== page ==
The Island Experience (blog by Wouter Veenendaal)

A couple of weeks ago, as part of a holiday in the Balkans, my girlfriend and I visited the Dalmatian island of Hvar in the Adriatic Sea. According to our guidebook, Hvar is “a perfect getaway for people who want to enjoy nature and the sea”, offering its visitors “the perfect island experience”. While lounging on one of the island’s many pebble beaches, I pondered what it is about islands that attracts people, and somehow stirs their imagination. Guidebooks time and again remind us that small islands are secluded, pristine, and peaceful places untouched by pollution, the pitfalls of modernity, and the hassles of everyday life on the continent. Whether in the Caribbean, the Mediterranean, or Southeast Asia, islands offer tourists the perfect escape from home.

This paradisiacal image of islands is often propagated in world literature. 18th and 19th century classics such as Defoe’s Robinson Crusoe, Verne’s The Mysterious Island, and Wyss’s The Swiss Family Robinson all offer imaginations of islands as lush, tropical paradises in which loneliness is abundantly compensated for by the beautiful nature and general enthrallment of island life. Yet, there are also plenty of counterexamples. Homer’s Odyssey, Golding’s The Lord of the Flies, Tom Hanks’ blockbuster Castaway, and the television series LOST portray islands as places in which humans are either consumed by solitude, or are under a perpetual threat posed by their island cohabitants, whether they are humans, cyclops, or mysterious ‘others’. As the examples of Nelson Mandela and Napoleon Bonaparte, as well as Alcatraz and Azkaban remind us, islands can also be outstanding places to exile well-known individuals that have become politically undesirable.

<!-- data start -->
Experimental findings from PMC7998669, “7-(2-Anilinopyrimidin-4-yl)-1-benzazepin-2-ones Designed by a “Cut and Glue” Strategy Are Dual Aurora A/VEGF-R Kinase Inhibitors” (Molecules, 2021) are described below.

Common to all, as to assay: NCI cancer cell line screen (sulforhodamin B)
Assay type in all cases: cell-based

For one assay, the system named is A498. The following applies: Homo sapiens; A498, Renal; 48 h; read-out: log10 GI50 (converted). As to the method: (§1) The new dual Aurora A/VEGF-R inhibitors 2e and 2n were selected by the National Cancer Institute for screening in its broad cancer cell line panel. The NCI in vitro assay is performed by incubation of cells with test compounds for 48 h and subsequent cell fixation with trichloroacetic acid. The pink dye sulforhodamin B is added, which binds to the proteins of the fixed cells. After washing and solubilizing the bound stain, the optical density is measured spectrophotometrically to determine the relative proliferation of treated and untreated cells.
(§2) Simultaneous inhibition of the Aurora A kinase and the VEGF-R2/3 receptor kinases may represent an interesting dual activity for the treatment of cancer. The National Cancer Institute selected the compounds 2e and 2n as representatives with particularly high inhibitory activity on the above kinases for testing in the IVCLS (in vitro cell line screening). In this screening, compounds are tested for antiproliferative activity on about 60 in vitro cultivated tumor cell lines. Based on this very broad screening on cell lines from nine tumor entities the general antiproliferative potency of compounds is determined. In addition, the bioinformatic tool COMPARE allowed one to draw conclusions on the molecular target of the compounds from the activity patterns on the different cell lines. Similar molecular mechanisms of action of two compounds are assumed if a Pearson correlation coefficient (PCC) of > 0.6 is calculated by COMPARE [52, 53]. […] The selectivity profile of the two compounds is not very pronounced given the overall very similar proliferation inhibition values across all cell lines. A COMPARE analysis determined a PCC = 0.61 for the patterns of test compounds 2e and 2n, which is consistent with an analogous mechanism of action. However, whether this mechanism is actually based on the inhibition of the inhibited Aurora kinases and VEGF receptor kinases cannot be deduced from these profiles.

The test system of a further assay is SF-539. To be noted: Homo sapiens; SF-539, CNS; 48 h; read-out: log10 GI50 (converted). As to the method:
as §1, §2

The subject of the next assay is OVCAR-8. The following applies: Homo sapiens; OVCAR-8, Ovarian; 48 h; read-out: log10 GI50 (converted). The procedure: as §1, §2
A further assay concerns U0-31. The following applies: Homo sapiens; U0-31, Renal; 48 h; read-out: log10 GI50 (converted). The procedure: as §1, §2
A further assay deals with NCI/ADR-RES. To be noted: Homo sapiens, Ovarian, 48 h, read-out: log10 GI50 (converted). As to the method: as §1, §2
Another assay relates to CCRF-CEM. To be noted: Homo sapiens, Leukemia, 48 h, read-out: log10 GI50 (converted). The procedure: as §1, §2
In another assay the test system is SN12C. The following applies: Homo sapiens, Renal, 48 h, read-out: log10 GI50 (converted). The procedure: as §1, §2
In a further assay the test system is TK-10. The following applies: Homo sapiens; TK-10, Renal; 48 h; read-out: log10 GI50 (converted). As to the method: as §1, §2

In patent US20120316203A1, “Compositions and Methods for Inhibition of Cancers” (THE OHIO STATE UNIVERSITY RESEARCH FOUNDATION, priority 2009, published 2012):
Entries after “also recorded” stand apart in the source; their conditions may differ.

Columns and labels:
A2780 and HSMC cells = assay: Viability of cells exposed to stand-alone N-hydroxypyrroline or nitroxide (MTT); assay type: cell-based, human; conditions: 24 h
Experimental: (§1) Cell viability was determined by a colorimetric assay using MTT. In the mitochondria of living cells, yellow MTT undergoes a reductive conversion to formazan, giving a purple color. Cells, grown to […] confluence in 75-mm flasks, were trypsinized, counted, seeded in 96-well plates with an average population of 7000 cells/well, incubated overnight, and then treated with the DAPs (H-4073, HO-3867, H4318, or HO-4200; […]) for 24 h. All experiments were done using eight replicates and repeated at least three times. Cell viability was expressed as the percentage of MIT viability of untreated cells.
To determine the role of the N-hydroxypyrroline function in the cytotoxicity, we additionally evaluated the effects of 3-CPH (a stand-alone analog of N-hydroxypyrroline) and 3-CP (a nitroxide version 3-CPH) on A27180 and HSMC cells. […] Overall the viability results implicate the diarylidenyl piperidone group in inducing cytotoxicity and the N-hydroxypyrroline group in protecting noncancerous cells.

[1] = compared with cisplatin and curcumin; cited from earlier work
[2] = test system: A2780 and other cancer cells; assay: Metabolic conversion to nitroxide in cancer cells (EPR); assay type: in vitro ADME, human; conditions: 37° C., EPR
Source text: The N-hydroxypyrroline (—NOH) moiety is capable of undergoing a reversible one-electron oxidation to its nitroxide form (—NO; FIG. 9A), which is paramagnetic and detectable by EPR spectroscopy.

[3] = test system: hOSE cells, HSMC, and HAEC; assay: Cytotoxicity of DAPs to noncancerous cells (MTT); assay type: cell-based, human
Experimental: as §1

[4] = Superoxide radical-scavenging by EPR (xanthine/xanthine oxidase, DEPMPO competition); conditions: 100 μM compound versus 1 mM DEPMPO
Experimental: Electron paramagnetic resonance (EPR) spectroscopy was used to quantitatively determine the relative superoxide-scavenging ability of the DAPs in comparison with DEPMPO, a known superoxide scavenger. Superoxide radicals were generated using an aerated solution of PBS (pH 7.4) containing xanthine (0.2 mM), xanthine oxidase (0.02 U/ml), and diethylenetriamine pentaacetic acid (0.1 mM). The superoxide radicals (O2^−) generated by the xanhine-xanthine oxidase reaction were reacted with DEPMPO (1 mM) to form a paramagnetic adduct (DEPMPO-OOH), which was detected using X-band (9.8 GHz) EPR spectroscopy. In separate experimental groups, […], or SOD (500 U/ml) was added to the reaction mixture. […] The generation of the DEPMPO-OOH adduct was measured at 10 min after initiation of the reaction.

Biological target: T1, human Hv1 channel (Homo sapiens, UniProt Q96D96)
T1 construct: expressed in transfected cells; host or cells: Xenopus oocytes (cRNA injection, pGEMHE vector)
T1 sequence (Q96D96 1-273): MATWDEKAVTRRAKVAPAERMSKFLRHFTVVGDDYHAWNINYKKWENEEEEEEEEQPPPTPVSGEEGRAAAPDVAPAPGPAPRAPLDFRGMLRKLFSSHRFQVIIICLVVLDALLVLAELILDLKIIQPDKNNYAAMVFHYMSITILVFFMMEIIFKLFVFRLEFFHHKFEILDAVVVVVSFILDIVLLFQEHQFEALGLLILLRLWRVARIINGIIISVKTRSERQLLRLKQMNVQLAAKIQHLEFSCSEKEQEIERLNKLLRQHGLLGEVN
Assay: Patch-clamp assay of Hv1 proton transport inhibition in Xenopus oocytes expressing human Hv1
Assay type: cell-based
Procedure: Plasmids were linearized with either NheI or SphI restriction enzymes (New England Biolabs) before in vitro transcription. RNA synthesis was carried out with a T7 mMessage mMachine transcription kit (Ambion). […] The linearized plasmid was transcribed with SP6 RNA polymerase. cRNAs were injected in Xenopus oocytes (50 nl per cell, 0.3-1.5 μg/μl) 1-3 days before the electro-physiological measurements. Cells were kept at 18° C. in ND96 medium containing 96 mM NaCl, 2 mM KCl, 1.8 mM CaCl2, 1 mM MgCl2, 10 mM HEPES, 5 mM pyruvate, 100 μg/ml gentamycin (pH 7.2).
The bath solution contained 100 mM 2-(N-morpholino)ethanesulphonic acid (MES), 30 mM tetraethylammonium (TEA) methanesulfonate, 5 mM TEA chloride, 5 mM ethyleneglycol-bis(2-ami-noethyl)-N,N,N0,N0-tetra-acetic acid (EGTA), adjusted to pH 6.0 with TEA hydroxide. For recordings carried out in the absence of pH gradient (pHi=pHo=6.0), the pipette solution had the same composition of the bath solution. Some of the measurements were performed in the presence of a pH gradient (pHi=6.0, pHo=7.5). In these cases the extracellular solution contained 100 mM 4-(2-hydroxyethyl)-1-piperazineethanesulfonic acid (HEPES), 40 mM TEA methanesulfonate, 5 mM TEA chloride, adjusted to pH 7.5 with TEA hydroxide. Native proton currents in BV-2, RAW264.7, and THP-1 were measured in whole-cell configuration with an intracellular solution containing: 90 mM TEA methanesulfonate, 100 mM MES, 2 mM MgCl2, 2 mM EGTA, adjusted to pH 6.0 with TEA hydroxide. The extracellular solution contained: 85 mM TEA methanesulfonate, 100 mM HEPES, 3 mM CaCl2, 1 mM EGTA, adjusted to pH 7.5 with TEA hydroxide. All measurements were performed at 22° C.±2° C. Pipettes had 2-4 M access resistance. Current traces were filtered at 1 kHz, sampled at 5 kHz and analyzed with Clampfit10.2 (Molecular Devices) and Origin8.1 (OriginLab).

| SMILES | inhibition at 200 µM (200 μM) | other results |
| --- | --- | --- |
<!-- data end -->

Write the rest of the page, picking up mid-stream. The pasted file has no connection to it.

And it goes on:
Having visited and studied various small islands, it is indeed my impression that islands can be both paradises and hells. In the latter scenario, the interaction with other humans appears to be a crucial explanatory factor. The extreme example of Pitcairn Island in the South Pacific comes to mind, where the population of 52 souls in 2004 was rocked by a series of disturbing scandals involving the widespread sexual abuse of children. Although this instance of an island hell may be extraordinary, it is a fact that life on small islands is characterized by greater social intimacy, resulting in more social control and pressure. Inhabitants of small islands have to interact with each other on a daily basis, whether they like each other or not. During a recent stage of field research in the small Dutch Caribbean island of St. Eustatius, I was not only struck by the fact that all inhabitants of this island seem to know each other, but also by the longstanding private and political hostilities that divide people on the island. Statians often say, “we are all family”, but if that’s true, it’s not necessarily the type of family you would want to have your Christmas dinner with.

Of course, tourists commonly experience small islands as paradises, not as hells. Beyond the blissful island façade, however, may well be a not so delightful reality.

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